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LCBO kiosks may be coming to Toronto grocery stores

(Image: Karl Baron)

(Image: Karl Baron)

Here’s half-measure number two in the Liberal government’s multi-part strategy to placate Ontarians calling for corner-store booze sales across the province. (Number one, you may recall, was a promise to install LCBO booths at some farmers’ markets.) Earlier today, Ontario finance minister Charles Sousa announced a plan to install ten LCBO Express kiosks in Ontario grocery stores as part of a year-long pilot program. The province is asking any supermarkets with 2,000 extra square feet of retail space to apply for the privilege of hosting the Ontario liquor seller in their stores, with hopes that the booze stands will be up and running by the end of 2014. We won’t know until later this year whether any of the kiosks are coming to Toronto. Either way, we suspect that a few extra-glamourous VQA-style shops may be insufficient to mollify the pro-privatization masses.

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A low-key dive bar and veggie café opens on the Queen West strip

A low-key dive bar and veggie café opens on the Queen West strip

Situated smack in the middle of one of Toronto’s most self-consciously cool bar zones, Lipstick and Dynamite—the name is an homage to a 2004 documentary about female professional wrestlersis an anomaly. It feels like the kind of rec-roomy dive that might have stood in its place ten years ago, before exposed brick and barn board became compulsory bar decor. The floors are plain white tile, the walls plastered with 80s album covers and garage-sale art, and the bookshelves stuffed with paperback novels and second-hand board games. Owners Celeste Toledo and Steve Cann, who met and worked together at Kensington’s Exile, wanted to open a place that felt comfortable and lived-in: an unpretentious spot where locals could grab a low-key drink (beer, standard spirits and simple cocktails), or fill up on comforting vegetarian food, like chipotle-yam burgers and Reuben sandwiches made with mushrooms instead of meat. A recent post on the bar’s Facebook page sums up the bar’s ethos well (and suggests rowdy revelers may want to take a pass): “No assholes allowed, please.”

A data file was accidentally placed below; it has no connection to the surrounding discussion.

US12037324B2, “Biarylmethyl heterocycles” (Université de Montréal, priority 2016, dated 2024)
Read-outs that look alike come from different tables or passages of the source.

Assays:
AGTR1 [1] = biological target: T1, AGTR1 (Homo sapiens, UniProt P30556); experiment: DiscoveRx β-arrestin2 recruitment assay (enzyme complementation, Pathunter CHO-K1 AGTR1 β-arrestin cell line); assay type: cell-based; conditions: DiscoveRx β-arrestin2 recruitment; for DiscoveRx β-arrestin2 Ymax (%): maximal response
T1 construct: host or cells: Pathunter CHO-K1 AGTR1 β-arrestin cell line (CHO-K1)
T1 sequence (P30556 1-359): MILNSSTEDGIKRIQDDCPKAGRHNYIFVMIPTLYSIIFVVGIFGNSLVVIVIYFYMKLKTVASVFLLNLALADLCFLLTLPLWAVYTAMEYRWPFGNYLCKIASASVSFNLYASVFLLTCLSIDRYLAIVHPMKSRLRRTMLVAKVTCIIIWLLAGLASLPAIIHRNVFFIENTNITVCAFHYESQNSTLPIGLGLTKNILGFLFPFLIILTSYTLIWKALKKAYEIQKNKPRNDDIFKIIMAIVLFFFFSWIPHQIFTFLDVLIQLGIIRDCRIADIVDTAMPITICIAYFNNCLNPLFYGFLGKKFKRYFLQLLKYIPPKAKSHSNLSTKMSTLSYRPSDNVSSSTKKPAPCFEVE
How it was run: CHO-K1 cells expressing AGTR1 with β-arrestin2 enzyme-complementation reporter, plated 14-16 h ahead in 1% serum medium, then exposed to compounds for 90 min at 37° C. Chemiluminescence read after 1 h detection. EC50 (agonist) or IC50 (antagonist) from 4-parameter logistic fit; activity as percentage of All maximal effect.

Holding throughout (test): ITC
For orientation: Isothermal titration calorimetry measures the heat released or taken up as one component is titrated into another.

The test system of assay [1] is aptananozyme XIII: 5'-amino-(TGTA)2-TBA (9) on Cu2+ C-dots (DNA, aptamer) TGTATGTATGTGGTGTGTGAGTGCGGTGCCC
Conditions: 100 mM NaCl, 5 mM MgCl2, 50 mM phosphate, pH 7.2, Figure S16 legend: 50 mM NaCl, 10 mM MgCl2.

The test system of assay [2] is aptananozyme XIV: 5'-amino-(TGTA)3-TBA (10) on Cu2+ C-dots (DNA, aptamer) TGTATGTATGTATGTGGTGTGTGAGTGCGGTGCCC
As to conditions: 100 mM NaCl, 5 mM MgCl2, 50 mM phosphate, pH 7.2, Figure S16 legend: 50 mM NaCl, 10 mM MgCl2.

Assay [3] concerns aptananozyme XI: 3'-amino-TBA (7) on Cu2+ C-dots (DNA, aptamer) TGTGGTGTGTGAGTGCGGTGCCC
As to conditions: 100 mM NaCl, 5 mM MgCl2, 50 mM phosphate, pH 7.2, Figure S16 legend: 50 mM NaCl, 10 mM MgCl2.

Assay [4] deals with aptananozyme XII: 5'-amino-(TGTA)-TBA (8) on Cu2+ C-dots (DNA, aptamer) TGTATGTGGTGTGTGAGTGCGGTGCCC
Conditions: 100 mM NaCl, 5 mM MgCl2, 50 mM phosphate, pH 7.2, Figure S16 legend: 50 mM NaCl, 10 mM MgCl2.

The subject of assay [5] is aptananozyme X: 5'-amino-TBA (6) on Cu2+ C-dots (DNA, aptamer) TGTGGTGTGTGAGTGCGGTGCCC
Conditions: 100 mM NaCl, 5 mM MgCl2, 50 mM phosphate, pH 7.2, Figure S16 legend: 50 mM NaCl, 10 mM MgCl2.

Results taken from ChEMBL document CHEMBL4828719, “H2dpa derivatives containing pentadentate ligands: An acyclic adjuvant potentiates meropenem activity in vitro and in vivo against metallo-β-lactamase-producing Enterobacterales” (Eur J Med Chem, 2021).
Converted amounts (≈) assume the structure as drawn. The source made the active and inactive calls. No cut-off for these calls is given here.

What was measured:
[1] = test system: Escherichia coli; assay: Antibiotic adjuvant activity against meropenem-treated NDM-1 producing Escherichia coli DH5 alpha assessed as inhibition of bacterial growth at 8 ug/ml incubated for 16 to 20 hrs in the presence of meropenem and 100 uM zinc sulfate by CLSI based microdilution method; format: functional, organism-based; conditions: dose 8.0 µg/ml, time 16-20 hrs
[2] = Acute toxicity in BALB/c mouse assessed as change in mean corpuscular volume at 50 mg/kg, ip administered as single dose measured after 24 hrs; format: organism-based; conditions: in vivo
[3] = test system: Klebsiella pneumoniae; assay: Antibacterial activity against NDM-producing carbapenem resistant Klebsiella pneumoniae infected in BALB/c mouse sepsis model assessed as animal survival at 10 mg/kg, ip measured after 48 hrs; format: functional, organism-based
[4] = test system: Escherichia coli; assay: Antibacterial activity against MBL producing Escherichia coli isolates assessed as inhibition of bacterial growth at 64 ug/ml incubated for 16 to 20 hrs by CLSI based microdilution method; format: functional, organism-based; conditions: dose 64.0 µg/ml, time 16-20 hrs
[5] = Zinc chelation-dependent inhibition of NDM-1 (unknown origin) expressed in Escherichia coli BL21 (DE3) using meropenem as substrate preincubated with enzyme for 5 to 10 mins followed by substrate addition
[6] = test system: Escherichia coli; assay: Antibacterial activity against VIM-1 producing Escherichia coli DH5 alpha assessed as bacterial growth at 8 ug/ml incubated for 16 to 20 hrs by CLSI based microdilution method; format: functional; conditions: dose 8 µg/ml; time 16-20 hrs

Lipstick and Dynamite, 992 Queen St. W., 416-535-4554, facebook.com

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What beers best represent Canada? Here’s what the PM chose

PM-BeerIn the midst of all the Sochi hockey madness, our PM challenged American pres Barack Obama to a friendly gentlemen’s wager: a case of beer for the world leader whose men’s and women’s hockey teams performed best during the Games. Canada won, and Obama, being a good sport, shipped a couple two-fours of the White House’s signature ale to the Canadian Embassy in Washington.

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Ten refreshing spring beers hitting LCBO shelves this month

LCBO Spring Beer Guide 2014

Despite what the weather forecast may suggest, spring is indeed coming. For those who need proof, the LCBO recently went public with its seasonal craft beer release. Springtime beers tend to be lighter, fruitier and—this year at least—hoppier than winter options. We chose our favourites from the LCBO’s hops-heavy list and added some of our own picks for spring: sour ales, saisons and a handful of new local brews. Here, ten spring beers to get you through the last stretch of snow.

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This new Toronto shop sells craft beer swag and home-brewing gear

(Image: Mom 'n' Hops Ontario)

(Image: Mom ‘n’ Hops Ontario)

Toronto’s newest boutique is geared toward a very specific clientele—namely, the type that can ID any pint of beer down the specific variety of hops. Launched as a collaboration between the Toronto Brewing Company and local craft-beer site Mom ‘n’ Hops, the shop specializes in craft-beer swag. Beer buffs looking to show support their favourite breweries can buy branded t-shirts, hoodies, baseball caps and pint glasses emblazoned with the logos of local outfits like Left Field and Junction Craft Brewing. The physical store is housed in Toronto Brewing’s 2,000-square-foot storefront across from Downsview Park. It’s also a supply store for serious home brewers (for instance, it advertises something called a “massive liquid yeast fridge”), so shoppers should be prepared to leave with a new hobby.

Tu, Fr 10-5, We-Th 10-7, Sa 10-4, 3701 Chesswood Dr., Unit 115, 416-901-3900, torontobrewing.ca